The news that Andy Murray plans to reunite with his former enigmatic coach Ivan Lendl in time for Wimbledon and that the resurgent English rugby union team under their fanatical Australian coach, Eddie Jones, have toppled Australia on home turf brings into sharp focus the question of the role that mavericks play in successful sporting teams and how that role can be applied to a business. 

Mavericks think creatively. They take risks. They break rules and they never accept the status quo. They are innovative, revolutionary geniuses who achieve their goals against all odds. You only have to think of the David and Goliath situation when Richard Branson took on the might of BA or of the Wingless Wonders of 1966 who under the guidance of Alf Ramsey won the World Cup.

It is obvious then that you would want to bring someone into your business that has such unique talent and who will never accept failure as an option. But what we have learned from the top ‘100 Best Companies To Work For’, however, is that successful managing partners do not just manage; they lead. So, if a maverick employee chooses to run riot, tries to contaminate a firm’s culture or starts to put themselves above everyone else in the team - then they must be removed. Think back to how bravely Andrew Strauss told Kevin Pieterson in 2014 that he had to go and how many believe that brave decision has contributed to allowing the English cricket team to thrive.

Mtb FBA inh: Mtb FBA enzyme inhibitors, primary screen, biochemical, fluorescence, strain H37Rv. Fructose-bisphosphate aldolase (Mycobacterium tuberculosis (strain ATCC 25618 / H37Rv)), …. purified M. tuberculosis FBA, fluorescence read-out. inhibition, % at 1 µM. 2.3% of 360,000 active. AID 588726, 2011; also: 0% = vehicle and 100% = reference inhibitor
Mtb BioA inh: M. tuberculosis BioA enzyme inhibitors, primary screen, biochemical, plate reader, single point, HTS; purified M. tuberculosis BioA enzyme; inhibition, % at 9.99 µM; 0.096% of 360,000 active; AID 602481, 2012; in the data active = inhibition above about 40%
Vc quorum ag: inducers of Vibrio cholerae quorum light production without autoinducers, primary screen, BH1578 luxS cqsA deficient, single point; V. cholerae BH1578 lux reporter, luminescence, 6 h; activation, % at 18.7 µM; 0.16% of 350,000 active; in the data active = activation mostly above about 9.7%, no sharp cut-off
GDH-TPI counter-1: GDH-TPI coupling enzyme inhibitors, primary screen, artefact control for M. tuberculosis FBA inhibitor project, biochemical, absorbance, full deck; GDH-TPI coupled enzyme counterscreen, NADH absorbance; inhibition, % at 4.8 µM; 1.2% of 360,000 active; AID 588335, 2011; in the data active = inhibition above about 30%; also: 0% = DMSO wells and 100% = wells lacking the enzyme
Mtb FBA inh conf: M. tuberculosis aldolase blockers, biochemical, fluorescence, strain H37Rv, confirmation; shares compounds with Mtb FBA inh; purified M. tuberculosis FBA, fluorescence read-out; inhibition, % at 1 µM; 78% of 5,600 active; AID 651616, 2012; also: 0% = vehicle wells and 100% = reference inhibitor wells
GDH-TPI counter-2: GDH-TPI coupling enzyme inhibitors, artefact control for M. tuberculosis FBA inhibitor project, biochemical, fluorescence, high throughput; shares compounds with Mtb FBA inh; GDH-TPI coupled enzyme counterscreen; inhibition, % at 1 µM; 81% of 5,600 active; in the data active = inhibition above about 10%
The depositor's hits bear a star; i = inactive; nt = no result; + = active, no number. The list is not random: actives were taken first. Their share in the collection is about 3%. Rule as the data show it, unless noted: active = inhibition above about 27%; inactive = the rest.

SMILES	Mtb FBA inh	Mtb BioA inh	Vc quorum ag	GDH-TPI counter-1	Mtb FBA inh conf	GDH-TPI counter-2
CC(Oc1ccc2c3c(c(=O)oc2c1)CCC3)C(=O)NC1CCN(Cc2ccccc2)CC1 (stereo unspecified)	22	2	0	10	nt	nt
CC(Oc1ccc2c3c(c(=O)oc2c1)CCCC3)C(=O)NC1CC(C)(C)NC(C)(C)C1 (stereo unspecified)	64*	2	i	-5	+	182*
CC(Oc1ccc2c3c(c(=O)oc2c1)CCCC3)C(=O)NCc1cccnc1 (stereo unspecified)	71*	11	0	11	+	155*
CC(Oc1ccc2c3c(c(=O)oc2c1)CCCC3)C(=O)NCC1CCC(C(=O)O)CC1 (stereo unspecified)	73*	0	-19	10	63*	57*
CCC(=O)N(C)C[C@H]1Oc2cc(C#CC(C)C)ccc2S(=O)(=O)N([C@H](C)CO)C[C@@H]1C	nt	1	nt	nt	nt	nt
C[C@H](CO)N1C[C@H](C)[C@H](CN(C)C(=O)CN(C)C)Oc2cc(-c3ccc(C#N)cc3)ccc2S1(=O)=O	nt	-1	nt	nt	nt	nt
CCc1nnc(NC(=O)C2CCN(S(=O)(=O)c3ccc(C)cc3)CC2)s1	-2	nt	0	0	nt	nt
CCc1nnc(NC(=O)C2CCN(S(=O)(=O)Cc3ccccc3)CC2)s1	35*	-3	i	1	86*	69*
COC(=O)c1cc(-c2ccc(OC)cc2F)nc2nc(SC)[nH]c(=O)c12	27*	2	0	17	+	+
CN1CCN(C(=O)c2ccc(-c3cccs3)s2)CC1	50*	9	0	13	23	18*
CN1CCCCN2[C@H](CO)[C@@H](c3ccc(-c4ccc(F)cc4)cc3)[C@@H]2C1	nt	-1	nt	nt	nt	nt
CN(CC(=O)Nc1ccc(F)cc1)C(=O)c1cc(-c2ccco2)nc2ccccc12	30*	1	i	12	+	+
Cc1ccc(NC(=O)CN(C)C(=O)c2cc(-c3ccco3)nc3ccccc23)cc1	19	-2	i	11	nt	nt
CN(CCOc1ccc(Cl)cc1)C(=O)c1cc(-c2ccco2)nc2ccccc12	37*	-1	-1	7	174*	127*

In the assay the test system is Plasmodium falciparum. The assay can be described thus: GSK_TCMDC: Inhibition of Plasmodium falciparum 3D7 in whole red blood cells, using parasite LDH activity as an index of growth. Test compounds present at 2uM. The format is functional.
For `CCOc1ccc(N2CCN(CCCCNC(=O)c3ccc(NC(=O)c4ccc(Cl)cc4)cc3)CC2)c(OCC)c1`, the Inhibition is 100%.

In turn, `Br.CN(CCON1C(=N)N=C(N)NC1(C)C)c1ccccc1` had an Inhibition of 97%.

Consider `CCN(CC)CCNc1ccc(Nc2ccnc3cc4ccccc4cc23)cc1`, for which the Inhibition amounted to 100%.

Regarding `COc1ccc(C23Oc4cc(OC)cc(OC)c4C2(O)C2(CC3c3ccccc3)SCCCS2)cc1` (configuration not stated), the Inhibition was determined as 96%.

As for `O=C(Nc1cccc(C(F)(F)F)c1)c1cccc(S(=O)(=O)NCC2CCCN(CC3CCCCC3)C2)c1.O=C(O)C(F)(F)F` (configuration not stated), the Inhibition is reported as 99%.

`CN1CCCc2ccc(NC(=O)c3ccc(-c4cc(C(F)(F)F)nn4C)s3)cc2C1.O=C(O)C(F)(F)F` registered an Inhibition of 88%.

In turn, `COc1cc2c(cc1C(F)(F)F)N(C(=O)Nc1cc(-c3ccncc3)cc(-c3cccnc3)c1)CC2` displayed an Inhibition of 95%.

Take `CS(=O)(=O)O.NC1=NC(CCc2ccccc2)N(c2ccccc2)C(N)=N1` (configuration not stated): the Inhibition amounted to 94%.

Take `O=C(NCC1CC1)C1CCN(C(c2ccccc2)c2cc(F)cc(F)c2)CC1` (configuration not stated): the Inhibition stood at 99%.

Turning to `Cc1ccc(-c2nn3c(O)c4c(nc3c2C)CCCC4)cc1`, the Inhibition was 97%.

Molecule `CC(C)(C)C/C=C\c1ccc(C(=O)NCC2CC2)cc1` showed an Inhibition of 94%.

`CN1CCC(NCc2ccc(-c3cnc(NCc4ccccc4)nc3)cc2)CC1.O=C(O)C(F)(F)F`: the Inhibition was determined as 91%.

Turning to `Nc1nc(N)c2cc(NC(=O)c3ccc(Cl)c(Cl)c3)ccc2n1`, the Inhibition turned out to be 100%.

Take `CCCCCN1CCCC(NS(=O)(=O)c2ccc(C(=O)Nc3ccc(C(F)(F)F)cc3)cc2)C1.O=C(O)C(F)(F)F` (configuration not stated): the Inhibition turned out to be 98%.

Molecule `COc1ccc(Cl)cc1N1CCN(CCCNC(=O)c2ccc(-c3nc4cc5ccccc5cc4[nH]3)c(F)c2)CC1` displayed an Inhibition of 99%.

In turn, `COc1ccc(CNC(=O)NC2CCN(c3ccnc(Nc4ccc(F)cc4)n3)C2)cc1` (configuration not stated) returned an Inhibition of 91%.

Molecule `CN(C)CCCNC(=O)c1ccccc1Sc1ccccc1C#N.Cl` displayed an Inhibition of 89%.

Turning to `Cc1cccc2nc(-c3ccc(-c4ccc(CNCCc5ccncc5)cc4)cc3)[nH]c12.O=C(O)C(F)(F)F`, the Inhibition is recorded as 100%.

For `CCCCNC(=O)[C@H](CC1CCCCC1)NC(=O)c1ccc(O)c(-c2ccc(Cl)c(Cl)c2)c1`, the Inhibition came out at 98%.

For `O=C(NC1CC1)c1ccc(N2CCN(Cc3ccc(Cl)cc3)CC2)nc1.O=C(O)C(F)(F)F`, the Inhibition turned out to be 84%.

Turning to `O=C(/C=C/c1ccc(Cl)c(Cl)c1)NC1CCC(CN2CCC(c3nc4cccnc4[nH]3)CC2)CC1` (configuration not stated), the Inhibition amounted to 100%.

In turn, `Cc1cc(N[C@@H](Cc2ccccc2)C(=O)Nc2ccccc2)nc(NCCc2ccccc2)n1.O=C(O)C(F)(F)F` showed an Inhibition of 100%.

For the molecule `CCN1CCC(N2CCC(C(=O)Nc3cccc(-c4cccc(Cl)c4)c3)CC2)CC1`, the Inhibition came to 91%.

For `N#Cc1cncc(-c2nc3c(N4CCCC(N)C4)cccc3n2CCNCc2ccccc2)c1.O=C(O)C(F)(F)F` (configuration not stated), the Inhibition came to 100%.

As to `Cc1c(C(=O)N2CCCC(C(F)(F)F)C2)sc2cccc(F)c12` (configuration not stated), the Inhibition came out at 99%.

As we all know, there is a whirlwind of change in professional services. Mavericks can play a vital part in helping their firms to embrace that change by pushing back boundaries and driving the business forward. But as managing partners must have ‘one team – one culture’ at the very heart of their firm’s vision and values, they must embrace the positivity of their Eddies who will allow the team to blossom and flourish but clip the negativity of their Kevins who, if left unchallenged, could fragment team spirit so that it withers and dies.